Hours

Monday- Friday:
8:00AM - 5:00PM

Saturday:
8:00AM - 5:00PM

Sunday :
CLOSED

Follow Us
For Email Newsletters you can trust
For Email Marketing you can trust
Follow GoersGreenhouse on Twitter
Follow Me on Pinterest

Tuesday
Feb022016

2016: Year of the Allium

Each year, the National Garden Bureau (NGB) selects an annual, bulb, vegetable and perennial to be showcased. The selected plants are chosen for their popularity, versatility, and simplicity. NGB is predicting 2016 to be the Year of the Carrot, the Year of the Begonia, the Year of the Delphinium and the Year of the Allium.  All of these have not only been popular for years, but are great plants to grow in our Midwest conditions.

This year’s bulb is the allium. These unique flowers give your garden a pop of color that is like something out of a Dr. Seuss book. Ornamental alliums are globe-shaped flowers that rest on the top of green, leafless stalks. Much like your tulips, there are many varieties of alliums that range in height, color and flower size, giving you an allium for any situation in your garden.

Another perk of alliums is that they are deer and rabbit resistant due to the pungent ordo and bitter taste that they release when the animals chew on their foliage. Both insects and animals avoid munching on them, but bees and pollinators love the flowers and their sweet nectar.

The most popular and common alliums are the larger varieties known as “Globemaster” and Gladiator.”  These deep purple, globe-shaped blooms are typically about six inches in diameter and overall grow to be about three feet tall. They put on quite the show in late spring, giving you pops of color you missed during the winter months.

There are other colors available, though the purple is definitely the most popular.  Alliums also come in shades of plum, blue, pink and white.  There are even yellow alliums that bloom midsummer. The bloom color, size, shape and bloom time can all vary depending on which type you plant, giving you endless options for your allium garden.

Believe it or not, alliums are part of the onion family, so if you let your chives go to bloom, they too will get a small globe-shaped flower that looks like a miniature allium. In fact, these non-bulb alliums have been growing in popularity in the past few years. You often see them blooming late summer in gardens alongside rudbeckia, heuchera and mums.

No matter what type of allium you choose to plant, all alliums need good soil drainage. If you are planting the bulb alliums, you will need to get these planted in the fall, preferably in groups.  Other non-bulb alliums can be planted throughout the growing season. Both types like a spot in the garden that has more sun. While your alliums will not bloom all season long, with so many varieties to choose from, you can mix and match your alliums to keep a display going throughout the season.

     

 

Thursday
Jan282016

2016: Year of the Begonia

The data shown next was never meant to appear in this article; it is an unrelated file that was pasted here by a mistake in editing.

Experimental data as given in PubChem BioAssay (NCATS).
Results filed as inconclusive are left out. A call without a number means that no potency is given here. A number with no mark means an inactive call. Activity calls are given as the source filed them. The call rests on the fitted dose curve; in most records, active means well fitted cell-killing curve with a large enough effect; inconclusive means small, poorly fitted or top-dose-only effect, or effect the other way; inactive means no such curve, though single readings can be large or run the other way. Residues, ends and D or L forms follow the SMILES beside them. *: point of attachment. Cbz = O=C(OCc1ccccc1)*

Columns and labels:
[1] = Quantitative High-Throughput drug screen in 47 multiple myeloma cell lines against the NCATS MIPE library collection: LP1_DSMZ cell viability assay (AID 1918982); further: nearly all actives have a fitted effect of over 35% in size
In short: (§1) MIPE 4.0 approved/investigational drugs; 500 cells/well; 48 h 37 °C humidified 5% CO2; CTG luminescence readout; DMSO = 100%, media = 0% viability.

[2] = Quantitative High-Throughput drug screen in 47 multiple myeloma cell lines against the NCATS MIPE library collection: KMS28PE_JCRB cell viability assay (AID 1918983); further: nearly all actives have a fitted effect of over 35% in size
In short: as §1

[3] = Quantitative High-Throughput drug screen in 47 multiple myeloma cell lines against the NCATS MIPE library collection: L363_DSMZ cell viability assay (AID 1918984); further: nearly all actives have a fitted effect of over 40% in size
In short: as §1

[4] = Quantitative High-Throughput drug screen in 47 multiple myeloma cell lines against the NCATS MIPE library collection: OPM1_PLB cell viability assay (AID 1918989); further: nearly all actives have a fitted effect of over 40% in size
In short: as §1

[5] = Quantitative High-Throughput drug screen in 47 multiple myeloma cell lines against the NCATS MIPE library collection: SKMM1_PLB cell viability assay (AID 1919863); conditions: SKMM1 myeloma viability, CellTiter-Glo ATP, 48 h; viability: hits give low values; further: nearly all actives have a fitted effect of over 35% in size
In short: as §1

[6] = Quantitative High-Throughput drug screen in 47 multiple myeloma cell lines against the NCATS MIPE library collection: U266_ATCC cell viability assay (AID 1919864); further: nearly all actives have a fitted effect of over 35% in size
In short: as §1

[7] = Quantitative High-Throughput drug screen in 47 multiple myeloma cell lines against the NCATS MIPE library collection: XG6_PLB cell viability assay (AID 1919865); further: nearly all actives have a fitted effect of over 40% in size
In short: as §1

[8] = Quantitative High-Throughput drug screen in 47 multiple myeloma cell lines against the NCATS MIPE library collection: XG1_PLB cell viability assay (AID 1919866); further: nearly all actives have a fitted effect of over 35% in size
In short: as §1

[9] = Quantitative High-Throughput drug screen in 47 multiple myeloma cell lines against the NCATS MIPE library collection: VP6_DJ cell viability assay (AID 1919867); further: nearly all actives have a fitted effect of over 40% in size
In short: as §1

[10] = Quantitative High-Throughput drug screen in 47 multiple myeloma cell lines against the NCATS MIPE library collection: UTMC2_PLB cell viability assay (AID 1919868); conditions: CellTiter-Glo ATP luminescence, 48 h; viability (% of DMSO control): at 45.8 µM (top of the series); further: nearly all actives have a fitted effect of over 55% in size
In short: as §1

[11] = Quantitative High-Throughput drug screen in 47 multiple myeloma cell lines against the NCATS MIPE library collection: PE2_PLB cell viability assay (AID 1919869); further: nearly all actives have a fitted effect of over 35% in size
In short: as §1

Each year, the National Garden Bureau (NGB) selects an annual, bulb, vegetable and perennial to be showcased. The selected plants are chosen for their popularity, versatility, and simplicity. NGB is predicting 2016 to be the Year of the Carrot, the Year of the Begonia, the Year of the Delphinium and the Year of the Allium.  All of these have not only been popular for years, but are great plants to grow in our Midwest conditions.

Reiger Begonias

This year’s annual is the begonia. Begonias are very versatile plants that can be used as houseplants, in the shade or in the sun depending on the variety.  There are so many different species available that there is virtually a begonia for every gardening situation.   The only downside of these wonderful plants is that they are annuals in our area.

The most common types of begonias you will see in local gardens, and at Vern Goers Greenhouse,  include Waxed Begonias, Rex Begonias, Reiger Begonias and Non-Stop (Tuberous)  Begonias.  Waxed begonias come in green or red leafed varieties, with small white, pink or red flowers. These do great in sunny areas and can tolerate some shade as well. They need very little maintenance and grow in mounds that are about 8-12 inches in height.

Non-Stop or Tuberous Begonias have very large flowers that range in colors from white to orange to red.  The leaves are fuzzy and the plants do best if kept in shadier areas of the garden. The blooms can be single or double, giving you large spots of color in your shade garden.

Reiger Begonias have a flower shaped similar to the non-stop begonia, but smaller in size.  The plants themselves can grow to be taller than the non-stops and are available in a wide variety of colors, some even being two-toned.  These plants make great houseplants throughout the year and are often given as gifts.  When planted outdoors, be sure to place them in the shade or morning sun, as the leaves and flowers can burn from too much heat and sunlight.